Billionaire mining magnate Andrew Forrest has thrown his weight behind the Australia-China Free Trade Agreement in the face of a union-led advertising campaign calling for changes to the bilateral deal.
The Fortescue Metals Group chairman on Thursday hit out at the anti-FTA ad campaign run by the Construction, Mining, Forestry and Energy Union (CFMEU) which fears the agreement could hurt Australian workers.
Mr Forrest said he didn’t believe the ads reflected the truth of the FTA.
“I find that advertising to be absolutely misleading,” the Fortescue Metals Group chairman told reporters on Thursday.
“I can’t applaud (the FTA) enough and I ask all of us to work against anything which does incite any kind of racism, any kind of pent up xenophobia.
“We have to recognise that Australia and Australians have always … needed outside capital to develop the great projects in the great country we have.”
Speaking at the Boao Forum of Asia in Sydney, Mr Forrest said he unreservedly backed the FTA, including the provision of an investor-state dispute settlement mechanism.
“It’s actually treating each other as equals,” Mr Forrest said.
“I don’t see it as a concern and if it were a concern then the Labor government wouldn’t have ratified it so many times with other countries.”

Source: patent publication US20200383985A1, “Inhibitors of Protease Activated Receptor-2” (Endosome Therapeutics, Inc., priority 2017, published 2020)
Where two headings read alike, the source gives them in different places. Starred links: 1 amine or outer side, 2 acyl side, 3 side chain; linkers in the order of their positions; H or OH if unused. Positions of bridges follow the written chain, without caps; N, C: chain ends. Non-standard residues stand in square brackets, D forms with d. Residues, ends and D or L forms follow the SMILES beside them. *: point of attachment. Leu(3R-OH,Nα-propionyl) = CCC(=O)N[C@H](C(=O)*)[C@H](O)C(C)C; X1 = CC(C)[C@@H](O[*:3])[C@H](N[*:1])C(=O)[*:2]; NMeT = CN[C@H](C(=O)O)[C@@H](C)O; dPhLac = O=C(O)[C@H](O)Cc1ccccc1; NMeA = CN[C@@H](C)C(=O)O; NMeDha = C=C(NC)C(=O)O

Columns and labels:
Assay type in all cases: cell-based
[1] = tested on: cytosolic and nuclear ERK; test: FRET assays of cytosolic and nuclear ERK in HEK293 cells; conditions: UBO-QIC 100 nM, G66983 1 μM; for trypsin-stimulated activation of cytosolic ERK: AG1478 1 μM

Mr Forrest’s comments come after Prime Minister Tony Abbott criticised Labor for its opposition to the FTA, describing the ALP’s stance as xenophobic, short-term politics.
Labor says it wants answers to genuine questions about the agreement, because it’s concerned about jobs and the inclusion of an investor-state dispute settlement mechanism.
In a wide-ranging discussion, Mr Forrest said Chinese investors were particularly keen on opportunities in northern Australia, and he’d push the government to establish a framework to facilitate investment in the region.
“It will be hundreds of millions of dollars, as well as billion of dollars to really develop northern Australia,” Mr Forrest said.
He said he wasn’t concerned about the Chinese economy, despite the recent share market turmoil that prompted Beijing to step in to stabilise equities.
“It (China) could be stronger, it could grow faster, but it’s still a very strong economy,” he said.
On the outlook for Fortescue Metals, Mr Forrest said low operating costs would continue to benefit the company, despite weaker iron ore prices.
“Fortescue is completely safeguarded by the fact that its operating costs in the very long term have become so competitive, and will fall further,” he said.